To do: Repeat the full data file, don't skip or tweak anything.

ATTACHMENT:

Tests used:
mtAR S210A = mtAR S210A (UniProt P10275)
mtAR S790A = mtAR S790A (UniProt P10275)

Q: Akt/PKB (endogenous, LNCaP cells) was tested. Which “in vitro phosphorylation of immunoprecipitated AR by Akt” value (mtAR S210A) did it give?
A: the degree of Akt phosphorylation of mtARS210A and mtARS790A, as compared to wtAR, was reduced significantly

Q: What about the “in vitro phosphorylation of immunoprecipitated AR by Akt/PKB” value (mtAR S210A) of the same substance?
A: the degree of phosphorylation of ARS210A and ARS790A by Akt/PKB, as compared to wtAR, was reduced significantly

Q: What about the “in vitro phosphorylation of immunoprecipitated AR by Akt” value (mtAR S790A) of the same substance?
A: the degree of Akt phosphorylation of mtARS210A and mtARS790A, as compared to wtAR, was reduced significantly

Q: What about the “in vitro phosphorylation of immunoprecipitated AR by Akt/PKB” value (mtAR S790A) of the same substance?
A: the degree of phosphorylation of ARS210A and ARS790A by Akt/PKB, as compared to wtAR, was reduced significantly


Tests used:
mtAR S210A = mtAR S210A (UniProt P10275)
mtAR S790A = mtAR S790A (UniProt P10275)

Q: Akt/PKB (endogenous, LNCaP cells) was tested. Which “in vitro phosphorylation of immunoprecipitated AR by Akt” value (mtAR S210A) did it give?
A: the degree of Akt phosphorylation of mtARS210A and mtARS790A, as compared to wtAR, was reduced significantly

Q: What about the “in vitro phosphorylation of immunoprecipitated AR by Akt/PKB” value (mtAR S210A) of the same substance?
A: the degree of phosphorylation of ARS210A and ARS790A by Akt/PKB, as compared to wtAR, was reduced significantly

Q: What about the “in vitro phosphorylation of immunoprecipitated AR by Akt” value (mtAR S790A) of the same substance?
A: the degree of Akt phosphorylation of mtARS210A and mtARS790A, as compared to wtAR, was reduced significantly

Q: What about the “in vitro phosphorylation of immunoprecipitated AR by Akt/PKB” value (mtAR S790A) of the same substance?
A: the degree of phosphorylation of ARS210A and ARS790A by Akt/PKB, as compared to wtAR, was reduced significantly